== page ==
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Nashua Telegraph Newspaper Archive: March 6, 1969 - Page 1

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Publication: Nashua Telegraph

Location: Nashua, New Hampshire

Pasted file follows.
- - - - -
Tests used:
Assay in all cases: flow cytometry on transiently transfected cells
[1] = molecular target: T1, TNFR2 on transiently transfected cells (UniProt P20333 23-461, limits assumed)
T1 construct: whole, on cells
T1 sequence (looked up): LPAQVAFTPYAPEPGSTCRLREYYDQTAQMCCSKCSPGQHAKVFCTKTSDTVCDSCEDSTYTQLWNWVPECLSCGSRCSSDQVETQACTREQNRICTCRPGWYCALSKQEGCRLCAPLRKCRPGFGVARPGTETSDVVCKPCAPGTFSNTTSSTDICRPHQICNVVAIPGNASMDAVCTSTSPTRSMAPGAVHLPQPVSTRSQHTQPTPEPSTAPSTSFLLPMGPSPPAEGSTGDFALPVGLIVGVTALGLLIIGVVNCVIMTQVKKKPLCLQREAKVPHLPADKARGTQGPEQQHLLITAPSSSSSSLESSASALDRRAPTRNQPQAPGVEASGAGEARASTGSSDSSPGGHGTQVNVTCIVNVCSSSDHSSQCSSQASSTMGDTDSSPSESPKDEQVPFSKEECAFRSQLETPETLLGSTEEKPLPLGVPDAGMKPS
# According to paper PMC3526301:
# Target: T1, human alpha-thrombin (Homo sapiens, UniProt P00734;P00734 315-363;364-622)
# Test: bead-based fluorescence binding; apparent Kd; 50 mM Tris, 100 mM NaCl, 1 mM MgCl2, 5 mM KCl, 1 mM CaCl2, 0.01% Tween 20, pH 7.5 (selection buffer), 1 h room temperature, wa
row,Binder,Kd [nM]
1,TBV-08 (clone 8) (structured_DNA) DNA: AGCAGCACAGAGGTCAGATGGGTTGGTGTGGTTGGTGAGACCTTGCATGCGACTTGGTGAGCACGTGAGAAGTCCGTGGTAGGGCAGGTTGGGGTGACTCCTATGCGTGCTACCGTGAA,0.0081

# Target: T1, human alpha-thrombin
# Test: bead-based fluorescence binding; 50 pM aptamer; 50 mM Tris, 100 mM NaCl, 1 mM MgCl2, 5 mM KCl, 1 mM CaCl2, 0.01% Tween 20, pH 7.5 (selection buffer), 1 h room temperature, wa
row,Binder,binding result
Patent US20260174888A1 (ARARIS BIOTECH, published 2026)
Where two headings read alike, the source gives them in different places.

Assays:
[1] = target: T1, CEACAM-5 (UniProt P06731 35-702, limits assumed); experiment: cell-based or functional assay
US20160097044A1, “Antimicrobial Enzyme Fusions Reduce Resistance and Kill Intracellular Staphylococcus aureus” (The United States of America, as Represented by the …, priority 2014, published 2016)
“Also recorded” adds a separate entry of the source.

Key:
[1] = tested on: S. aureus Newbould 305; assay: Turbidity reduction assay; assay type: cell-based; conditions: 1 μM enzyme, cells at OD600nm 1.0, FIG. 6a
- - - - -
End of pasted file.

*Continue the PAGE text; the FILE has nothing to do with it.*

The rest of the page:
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   Nashua Telegraph (Newspaper) - March 6, 1969, Nashua, New Hampshire                               Today's Chuckle There's a rumor going around that we have a new trade agreement with Russia: We send them can from Detroit, and they send us parking from Siberia. Nashua Ttltgwph'i Iplrt Ytar As A Doily Ntwspoptr. Weather Cloudy, Cold Tonight Llttlt Friday FULL REPORT ON PAGE TWO VOL. 101 NO. 5 Eittbllibtd ti Weekly October 20.1831 Incorporated M Dtlly Muxh 1, 1SH NASHUA, NEW HAMPSHIRE, THURSDAY, MARCH fecond am Poftut At Nwhui, N. H. 18 PAGES Price TEN CENTS Hudson Voters Reject Memorial School Plan Clearing a Dangerous Situation Two workmen remove more than two feet of snow from a garage roof on the corner of Taylor Street and Massachusetts Avenue as precautionary measure. Heavy Kiowloads brought about by three major snowstorms on roofs pose a danger of cave-in. Edmund M. Keefe, superintendent of Nashua schools, said today that school authorities are keeping an eye on school and gymnasium roofs and that no problems have arisen. (Telegraphoto- Andruskevich) N.H. Democrats Settle Differences CONCORD, N.H. (AP) All's well with New Hamp- shire's Democratic legislative delegation again. The minority party's dissi- dents have settled their differ- ences with House leader Robert Raiche of Manchester- Raiche said he gained a clear- er understanding during a 45- minute Democratic session Wednesday. He said the differences were settled and the Democrats have placed "their confidence in to a greater degree now than they did January first" when the session got under way. What's more, he added, "I have in no way apologized for my vote" in favor of the abor- tion-law reform bill which brought the whole turmoil to a head. Unity Pledged Raiche indicated the meeting found the dissidents pledging unity to the leadership. Later in the day, in Manches- ter, Raiche said he is not run- ning for mayor of Manchester this year. He said he gave serious con- tideration to seeking the job at one time but "I am not really candidate for mayor at this time. I do not intend to run for mayor." He said there are some pro- blems In the city and some "things that I would like to sec done." He added, he is still working en his graduate degree and ing some college teaching. On Wednesday, the 32-year- old minority leader denied a re- port that he would seek to un- teat Rep. Louis Wyman, R- N.H., In next year's election. Before the meeting, Ernest Coutermarsh of Nashua told newsmen he has no quarrel with Raiche. Coutermarsh had said after TONIGHT IN THE TELEGRAPH. Abby 14 1 Nashua Scene 4 Raiche was booed on the House floor after the abortion vote that he would be a candidate for Raiche's job if Raiche re- signed. Coutermarsh made it a point to tell newsmen that "Bob had the right to vote the way he did and I supported' him when everyone else was at his throat-" He added, however, the rea- son he had said he would like to be minority leader was that before the session began he had been a serious candidate for the job and if the job were open he wanted to make himself avail- able. Other Developments In other legislative develop- ments: Atty. Gen. George Pappa- gianis said late Wednesday he is holding a legal opinion "in abeyance" because there's a strong probability that a legis- lative mileage issue "may be settled by appropriate action" on the House floor. Comptroller Leonard Hill has asked Pappagianis which legis- lators are to be paid mileage for coming to Concord on the two days that the legislature was called off last week be- cause of the snowstorm. The House had passed a mo- tion that although there were no sessions, no lawmaker was ab- sent. Although legislative leaders had called off the sessions, some House members held a brief session on Tuesday. Then, on Thursday, the House re- solved that even though the ses- sions didn't exist, everybody was there anyway. House Majority Leader Har- lan Logan, R-Plainfield, said that "we are working on anoth- Guarding Youths Against Drugs Will Be Explained 5 Obituaries Baker Biossat 5 1 Pearson Classifieds Reston 15-16-17 Sports Corrics 15 1 Suburban Crossword News Editorial Financial Hsi Boyle Television Theaters Weather 2 4 4 12-13 10-11 14 14 2 Income Taxes PREPARED FEDERAL AND STATE by appointment or in your home TEL. 883-3912 What can you do if your son has a "drug What do you do if you merely suspect that a son or daughter is mixed up with "mind expand- ing drugs" or is tempted by them? One positive step is to read the forthcoming series by the prize winning science writer, Alton Blakeslee. It's called "Safeguarding Your Teen-ager Against and it will appear daily in the Tele- graph starting Monday. It will give you the back- ground you must have on thi drug scene to act intelligently, plus a whole list of positive sug- gestions about possible action. This is the first time, as far as we know, that there, has been a thorough going roundup of material such as this. It has been endorsed by medical and by law enforcement authorities. Dr. Dana L. Farnsworth of Har- vard University says Blakes- lee's work represents a new high in responsible reporting of all aspects of the current drug problem in the United States. Blakeslee was an ideal candi- date for this job. A famed sci- ence writer, like his father be- fore him, for The Associated Press, he is noted for his ability to take complicated medical and scientific findings and report them in simple language that the man on the street can under- stand. In 22 years of writing science, he has won numerous THE FOLLOWING STORES WILL BE OPEN THURSDAY FRIDAY TIL 9 P.M. BERGERON'S CARTER'S MEN'S SHOP ENTERPRISE DEPT. STORE ISIDORE'S HAIR STYLING JORDAN'S LUGGAGE SHOP LYNCH'S MEN'S BOYS' STORE MILLER'S SEARS ROEBUCK 29th CENTURY High St. MM. WINGATE'S DRUG STORE national honors In science writ- ing and journalism. He spent four months on this assignment, interviewing dozens of experts in medicine, psychi- atry, education, drug research and law enforcement, in reading hundreds of publications, travel- ing hundreds of miles and amassing voluminous notes. "I was sayi Blakeslee, "not only because I couldn't find that the pieces of the picture had been put to- gether before, but because so many angles and conflicting viewpoints were involved." An expanded version of these articles, in the form of a large, illustrated booklet, is available. It is called "What You Should Know About Drugs and Nar- cotics" and is suitable for read- ing by parents or young people- For it, send to "Drug Book- Nashua Telegraph, P. 0. Box 5, Teaneck. N.J. 07666. It will be mailed to you in a plain envelope. BILLS ARE A PAIN I MT A. B. 0. HELP TOU GET ODT OF DEBT BY CONSOLIDATING TOUR BILLS PAST DUE OR NOT. YOU CAM AVOID LEGAL AC- TIONS DUNS LETTERS AND THREATENING PHONE NOT A LOAN NO SECURITY NO CO-SIGNERS 'OH OWE FAY AS LOW AS 1 3.000 IIS WEEKLY iZS WEEKLY 35 WEEKLY OAMi OH WRITE TODAY' Tot ot Mind Tomorrow 1171 Elm Boom 108 92 Main St. Nujlum ANCHOR BUDGET CONSULTANTS or Oftlet Appolntnmti er motion which hopefully will straighten things out. "We don't want to go off and do something without submit- ting it to careful examination so that, it meets Pappagianis' sat- isfaction and ours." He indicated it probably wouldn't reach the House floor until next week. The House took special steps Wednesday to make sure liquor will be sold next Tues- day, Town Meeting Day. A Senate-approved bill allow- ing the sale of liquor on all elec- tion days, was brought to the House floor under suspension of the rules so that it could be en- acted before Tuesday's town meeting activities. The Liquor Commission has estimated liquor sales on elec- tion days could produce up to a year for the state. A bill to restructure the Department of Resources and N.H. DEMOCRATS Page I By BILL ROBERTS HUDSON Last night's Hudson School District meeting was adjourned to next Wednesday night im- mediately following the de- feat of Warrant Article 14 that requested an. addition to the Memorial School- Article Explained The article reads: "To see II the District will vote to author- ize the design, construction and equipping of an addition to the Memorial School, and to appro- priate at sum not to exceed 000 for this purpose." The article, requiring a bond issue, also requires a two-thirds vote to pass, but was defeated with the vote 131 yes, 75 no. The original article was for but was amended by the Hudson School Board after the opening of the construction bids yesterday. The low bidder was the Davison Construction Company of Hooksett with a base and alter- nate of The bid was a construction bid only, and did not include other necessary items such as architects fees, grading, equipment and other items. The article was submitted with the recommendation of the Budg- et Committee. Lengthy discussion and debate preceded the vote, which was by secret ballot. Thof Groundhog fs That groundhog really did it this time! While fulfilling his Feb. 2 promise for six more weeks of winter, he put Nashua on the weather map last night as one of the coldest spots In the nation. This dubious distinction was shared with Lebanon, N.H., which matched Nashua's nighttime low of 10 below zero. The highest temperature hi Nashua yesterday was 28. The alarming part Is that per- haps Air. Groundhog Is even try- ing to set an international record. H was colder here yesterday than In Copenhagen Moscow's af- ternoon temperature was 21. And, Oslo, Stockholm and Warsaw all recorded highs of 27. Oh well remember the groundhog Is running out of time. The sixth week begins Sunday. Quorum Lacking At Hearing On Superior Court Proposal By MARSHA CLEMENT The Nashua delegation to the N.H. General Court will meet in executive session today to water down a proposed law that would discontinue terms of Superior Court in Nashua. A public hearing on the meas- ure, called by the delegation, was held last night in City Hall. How- ever, only seven members of the delegation were present, leaving the group without a quorum. In order for a vote to be legal, at least 14 of the 26 members must be in attendance. Therefore, delegation chairman Rep. Roland H. LaPlante, D-Ward 3, will convene the legislators in executive session today to act on an amendment which would allow that "Nashua area non-jury cases are to be held in Nashua, and other non-jury cases may be held in Nashua, at the discretion of the court." The amendment was proposed at the hearing by Nashua lawyers S. Robert Winer and Leonard J. Velishka, representing the Bar As- sociation. The only other citizen present to speak on the measure was County Commissioner Armand A. Beaulieu, who endorsed the amendment. LaPlante Confident LaPlante is confident that the delegation will accept the amend- ment unanimously, as a previous poll of the group shows that all are against discontinuing court sessions here. The measure, officially known as House Bill No. 246, is spon- sored by Rep. Kimon S. Zachos, a Republican from Manchester's Ward 1. His original proposal would have meant that no Su- perior Court cases would be heard In Nashua. He recently amende! the bill to allow non-jury cases and mo- tions to be held in -Nashua at specified times. However, it was the consensus of the delegation that the amendment has so many loopholes, that it effects no real change on the original measure, whereas the amendment offered by the two Nashua lawyers would create a definite change, and at least retain some of the court cases here. LaPlante noted that opposition to the bill, even as amended by Zachos, has also been expressed by House Speaker Marshall Cob- leigh, who was stricken ill yes- terday and was unable to attend, and Stale Senator Thomas J. Cla- veau of Hudson, whose senatorial district encompasses two Nashua wards. Attendance List Those legislators present at the hearing, in addition to LaPlante, were: Representatives Helen Barker, R-Ward 2; John Latour, D-Ward S; Samuel Mason, D-Ward 4; Leo Sirois, R-Ward 8; Arthur Bouley, D-Ward 6; and Adelard Aubut, D-Ward 7. In addition to Cobleigh, those absent were: Representatives Maurice Bouchard, R-Ward 1; Jean Wallin, D-Ward 1; Louis Record, R-Ward 2; Agenor Bel- court, D-Ward 3; Romeo Lesage, D-Ward 3; Peter Cote, D-Ward 4; Theresa Drabinowicz, D-Ward 4; William Desmarais, D-Ward 5; Henry Lachance, D-Ward 5; Ar- thur Poliquin, D-Ward 5; Francis Chamard, D-Ward Margaret Cote, D-Ward Ralph Boisvert, D-Ward 7; Wilfrid Boisvert, D- Ward 7; Robert Dion, D-Ward 8; Eugene DuBois, D-Ward 8; Oscar Bissonnette, D-Ward 9; and Ern- est Coutermarsh, D-Ward 9. Then is a stronger possibility that an attempt to bring the vote up for reconsideration will be made when the meeting resumes. However, legal authority will have to be consulted to deter- mine whether or not the criteria for reconsideration has been met. No definite statement on the reconsideration was made by the school authorities. In other activities, a vote to ac- cept and implement teachers sa- lary schedule as recommended by the School Board with a starting salary of for a Bachelor of Arts Degree was accepted on a secret ballot vote 169 yes, 114 no. In reference to the vote, Ken- neth Clark, School Board mem- ber, said that this is the first School District in the state to ratify a professional negotiating contract between the Teachers Association and the School Board. Article 9, establishing the sala- ries of school district officers as: School Board, Moderator, Clerk, and Treasurer, passed after considerable discussion. Lake Munday, mode- rator, had moved to amend the original amount of to zero. This was defeated. Selectman Frank Nutting then moved to amend the amount to which was passed. The article to hear reports of agents, auditors, committees, or officers chosen on a motion by School Board Chairman Warren Howe to be accepted as printed in the Town Report, was passed by voice vote. The article involving tuitton pupils at Alvirne High School Was -tabled for discussion next week. The meeting adjourned at 1 a.m. and some 400 Hudson residents attended. Attendance Is Disappointing At Hearing On City's Future By CLAUDETTE DUROCHER If you measured the concern of Nashuans for their city by the size of the attendance at last night's public hearing on community planning objectives, you could say only 31 really cared. That was the number of per- sons attending the hearing con- ducted by the Planning Board' And of this number, four were board members and thret others, aldermen. A second hearing on the tame topics will be held Monday night at in the City Hall auditorium. Commenting on the aim of the community objectives hearing, City Planner Fred D. McCut- chen said: "We don't intend to railroad our land use plan on the com- munity. If the people don't want it they would find a way to get back at us... they'd pick the plan apart. They wouldn't have any confidence In us and the plans won't have any mean- ing." McCutchen said the response to a published questionnaire on community planning objectives had been disappointingly small. "This is the problem we are running he said, "people have seen the questionnaire but they are not answering them." Appeals to Residents He appealed to residents to answer the questionnaire, say- ing responses could be phoned Into the planning office at 92 Main St. for the sake of con- venience. "The Planning Board and con- sultants are struggling to de- velop long-range plans but we don't want to take the attitude we should just tell people what their city should be aiming for. "We don't think that's the way It should be done." McCutchen said the purpose of the hearings was to collect opinions from Nashuans on de- sirable goals for the city, "be- cause In the long run, If ws are going to intelligently plan for Nashua, we can't go in all directions... we must set up our objectives and proceed that way." He said tne land use plan being drawn up by the consult- ing firm of Metcalf and Eddy should be ready by late sum- mer or early fall. It will include a revamped zoning code for the entire city, he said, but should not be con- sidered as a comprehensive master plan for Nashua. In essence, McCutchen said, the land use plan Is the begin- ning stage for comprehensive planning- Douglas D. Robertson, Plan- ning Board member, conducted the hearing which took on aspect of an Informal and wide- ranging "talk-in" on planning. Five Propositions Used as a guideline for the hearing were the five proposi- tions listed in the questionnaire. ATTENDANCE I Leaders of Both Parties Praise Nixon's Attitude By PETER GROSE Niw York Tfmw ttrniot WASHINGTON President Nixon drew praise from leaders of both parties on capitol hill today for his restrained attitude toward international crises from Vietnam to Berlin. Maintaining the cautious tone set at Tuesday night's news con- ference, the White House de- clined to comment on first re- ports of a new serious rocket attack on the center of Saigon. A spokesman simply reiterated Nixon's warning to North Viet- nam that "the fact that we have shown patience and forbearance should not be considered as a sign of weakness." Gerald L. Warren, Deputy Press Secretary, added that De- fense Secretary Melvin R. Laird was presently on his way to Saigon, accompanied by the chairman of the joint chiefs of staff, Gen. Earle G. Wheeler, on a fact-finding Mission. The President said at his news conference that Laird's first- hand report would be considered in deciding on an "appropriate response" to the enemy attacks of the last ten days. Laird said his main purpose was to "explore the situation as it exists in view of the pres- ent escalation on the part of the enemy." But, he added, "I am going over to assemble the facts, not to make forecasts." Critics of the Vietnam War in the Senate expressed satis- faction with the calm way in which the Nixon administration was reacting to fhe enemy fo- fensive. Without ruling out mili- tary retaliation if the assaults continue, Nixon nevertheless made clear that he would move cautiously so as not to disrupt the Paris peace talks. The Laird Wheeler Mission, planned several weeks ago, seemed likely to delay any early decision about military require- New President Chosen Justice Minister Gustav Heinemann is elected to succeed President Heinrich Luebke of West Germany. His margin of victory was close (512-506) over Defense Minister Gerhard Schroeder, right. Be "Fotosnurt" SHOP FOTOMART 171 MAIN STREET POLAROID SWINGER WAS What's So Special About FREE CHECKING NASHUA1 TRUST? minimum balance if you're under 65 and NONE if you're over. Jhat't what! Member, F.D.l.C. WALLPAPER SALE Save up to 50% on new 1989 patterns Nashua Wallpaper Co. 139 W. Pearl St. 882-9491 Open Thurs. nights 'ttl ments, since Nixon Indicated he would expect their full report only on their return. Sen. Mike Mansfield, D-Mont., a leading Democratic critic of the Johnson administration's war policy, said "as I see it, Mr. Nixon Is trying to walk a tightrope between escalating war on one hand and further negotiations." One result, Senator Mansfield said, might be "fewer public meetings and more private con- ferences" in Paris between the U.S. negotiator, Henry Cabot Lodge, and the North Vietna- mese representatives. The seventh formal session of the Paris talks Is scheduled for to- day. Another Democrat, Sen. Al- bert Gore of Tennessee, was re- luctant to comment in detail on Nixon's remarks about Viet- nam, saying "I don't know what he considers to be an appro- priate response." From the Republican side, the House Minority Leader, Gerald Ford, said "it was truly re- markable that an American President would bring the peo- ple as fully into the working of personal diplomacy and the formulation of foreign policy" as did Nixon. The Speaker, Rep. John W. McCormack, D-Mass., echoed this sentiment. "I thought he gave a lot of information to thi was favorably im- pressed." Cobleigh Listed As Comfortable The office of House Speaker Marshall Cobteigh reported to- day that the speaker is resting comfortably in St. Joseph's hospital and that he "does not appear to have as was feared earlier. 38-year-old speaker .was being treated for a pain in his lower right side and was sched- uled to undergo more tests to- day. His office said surgery was not contemplated immediately. Cobleigh was taken to his hometown Wednesday after a news conference at which said his Illness had teen diag- nosed as appendicitis in its ear- ly stages. FUEL OIL SAVE MORE With LORDEN OIL CO. INC. hninr Nuhnt ui